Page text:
While a person can be convicted of more than one crime for acts that occur during a single event, state and federal law prohibits a person from being convicted for the same criminal activity more than once. Thus, if a defendant is convicted multiple times for essentially the same crime, it may constitute a violation of the rule against double jeopardy and may be grounds for reversal. This was discussed in a recent Washington case in which the defendant was convicted for both second-degree and fourth-degree assault, for a single act. If you are accused of an assault crime, it is in your best interest to speak to a dedicated Washington assault defense attorney regarding your rights.
The Alleged Assault
It is reported that the police responded to a report of a domestic violence incident between the defendant and his victim. When the police spoke to the victim, she stated that the defendant had strangled her and bit her thumb and upper lip. The victim was covered in blood as well. The defendant was charged with second-degree assault for strangling the victim and two counts of fourth-degree assault for biting her.
Allegedly, during the trial, the victim testified that the defendant held her down rather than strangling her, and while he was holding her down, he bit her thumb. She denied that he bit her lip or that she advised the police that he bit her lip. The defendant was found guilty of second-degree assault and one of the counts of fourth-degree assault. The defendant appealed, arguing the acts for which he was convicted happened in a single assault and convicting him more than once constituted double jeopardy.
The Double Jeopardy Clause
On appeal, the court explained that both the state constitutional protection against double jeopardy and the double jeopardy clause of the Fifth Amendment prohibits multiple penalties for the same offense. Further, the court stated that pursuant to Washington case law, a court must apply a unit of prosecution analysis to determine whether multiple convictions for assault violate double jeopardy.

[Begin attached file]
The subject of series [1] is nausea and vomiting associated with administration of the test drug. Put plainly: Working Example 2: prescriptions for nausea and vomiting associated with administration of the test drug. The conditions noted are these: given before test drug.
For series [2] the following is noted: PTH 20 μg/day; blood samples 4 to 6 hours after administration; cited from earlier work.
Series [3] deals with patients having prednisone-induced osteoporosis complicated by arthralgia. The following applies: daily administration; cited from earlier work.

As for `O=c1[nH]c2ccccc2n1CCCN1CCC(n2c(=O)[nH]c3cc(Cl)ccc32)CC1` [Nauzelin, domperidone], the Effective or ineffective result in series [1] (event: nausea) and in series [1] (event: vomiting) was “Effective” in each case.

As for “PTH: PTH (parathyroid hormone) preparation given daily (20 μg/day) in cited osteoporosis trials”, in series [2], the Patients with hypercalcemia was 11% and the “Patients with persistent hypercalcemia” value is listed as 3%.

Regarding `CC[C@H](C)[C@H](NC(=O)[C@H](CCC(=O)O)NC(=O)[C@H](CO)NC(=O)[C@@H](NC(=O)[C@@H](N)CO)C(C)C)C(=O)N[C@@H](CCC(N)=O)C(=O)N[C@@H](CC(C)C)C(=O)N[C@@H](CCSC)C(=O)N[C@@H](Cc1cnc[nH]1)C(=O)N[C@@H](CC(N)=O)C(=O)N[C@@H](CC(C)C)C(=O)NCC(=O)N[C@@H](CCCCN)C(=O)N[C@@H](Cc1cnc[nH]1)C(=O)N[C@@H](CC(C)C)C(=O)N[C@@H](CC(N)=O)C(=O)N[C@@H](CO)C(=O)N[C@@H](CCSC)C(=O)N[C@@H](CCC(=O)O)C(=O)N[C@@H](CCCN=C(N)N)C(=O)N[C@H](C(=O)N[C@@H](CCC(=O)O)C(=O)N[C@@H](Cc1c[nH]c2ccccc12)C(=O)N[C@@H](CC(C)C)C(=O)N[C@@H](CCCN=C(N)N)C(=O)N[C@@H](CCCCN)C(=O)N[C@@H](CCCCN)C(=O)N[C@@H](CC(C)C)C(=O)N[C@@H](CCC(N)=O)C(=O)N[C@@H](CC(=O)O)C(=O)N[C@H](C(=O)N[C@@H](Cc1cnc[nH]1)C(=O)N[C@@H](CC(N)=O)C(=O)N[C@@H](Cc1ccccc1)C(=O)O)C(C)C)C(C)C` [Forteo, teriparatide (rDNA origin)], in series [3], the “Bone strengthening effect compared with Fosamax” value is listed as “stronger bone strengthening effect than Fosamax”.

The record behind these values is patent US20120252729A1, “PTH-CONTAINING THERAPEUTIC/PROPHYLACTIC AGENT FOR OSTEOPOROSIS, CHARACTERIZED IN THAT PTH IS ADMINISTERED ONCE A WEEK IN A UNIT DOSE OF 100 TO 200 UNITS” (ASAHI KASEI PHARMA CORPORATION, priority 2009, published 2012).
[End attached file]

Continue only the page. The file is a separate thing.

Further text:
Under this review, the court will ask what course of conduct or act the legislature has defined as a punishable offense. Thus, under the rule of lenity, Washington courts have held that assault should be treated as a course of conduct offense unless and until the statutes dictate otherwise. The court went on to explain that whether multiple acts should be considered a course of conduct is fact-dependent and requires an examination as to the length of time the assault occurred, where it took place, and whether they were interrupted. Based on the foregoing and the facts of record, the court granted the defendant’s motion and vacated his conviction for fourth-degree assault.
Confer with a Knowledgeable Washington Attorney
A defendant can only be tried or convicted for a criminal act once, and if the State charges or convicts a person of multiple offenses for a single act, it may be unconstitutional. If you are accused of assault or any other crime, the knowledgeable Washington assault defense attorneys of The Law Offices of Smith & White can advise you of your rights and help you to fight for a just outcome. You can contact us at 253-203-1645 or through our online form to schedule a conference.